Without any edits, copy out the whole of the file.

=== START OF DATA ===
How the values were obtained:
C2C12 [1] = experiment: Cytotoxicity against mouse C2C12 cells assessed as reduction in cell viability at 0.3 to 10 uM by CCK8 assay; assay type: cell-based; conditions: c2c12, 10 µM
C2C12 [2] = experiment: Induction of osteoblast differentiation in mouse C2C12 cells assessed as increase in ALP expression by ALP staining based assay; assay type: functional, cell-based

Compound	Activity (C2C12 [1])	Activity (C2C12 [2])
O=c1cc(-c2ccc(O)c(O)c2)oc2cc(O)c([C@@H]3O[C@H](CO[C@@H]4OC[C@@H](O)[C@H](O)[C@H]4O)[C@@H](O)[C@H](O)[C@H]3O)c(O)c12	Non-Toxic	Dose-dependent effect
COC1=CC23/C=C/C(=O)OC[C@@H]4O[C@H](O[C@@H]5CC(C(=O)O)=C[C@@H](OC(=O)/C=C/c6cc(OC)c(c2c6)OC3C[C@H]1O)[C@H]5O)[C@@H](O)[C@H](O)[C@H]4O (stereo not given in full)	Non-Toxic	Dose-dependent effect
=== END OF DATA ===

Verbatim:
How the values were obtained:
C2C12 [1] = experiment: Cytotoxicity against mouse C2C12 cells assessed as reduction in cell viability at 0.3 to 10 uM by CCK8 assay; assay type: cell-based; conditions: c2c12, 10 µM
C2C12 [2] = experiment: Induction of osteoblast differentiation in mouse C2C12 cells assessed as increase in ALP expression by ALP staining based assay; assay type: functional, cell-based

Compound	Activity (C2C12 [1])	Activity (C2C12 [2])
O=c1cc(-c2ccc(O)c(O)c2)oc2cc(O)c([C@@H]3O[C@H](CO[C@@H]4OC[C@@H](O)[C@H](O)[C@H]4O)[C@@H](O)[C@H](O)[C@H]3O)c(O)c12	Non-Toxic	Dose-dependent effect
COC1=CC23/C=C/C(=O)OC[C@@H]4O[C@H](O[C@@H]5CC(C(=O)O)=C[C@@H](OC(=O)/C=C/c6cc(OC)c(c2c6)OC3C[C@H]1O)[C@H]5O)[C@@H](O)[C@H](O)[C@H]4O (stereo not given in full)	Non-Toxic	Dose-dependent effect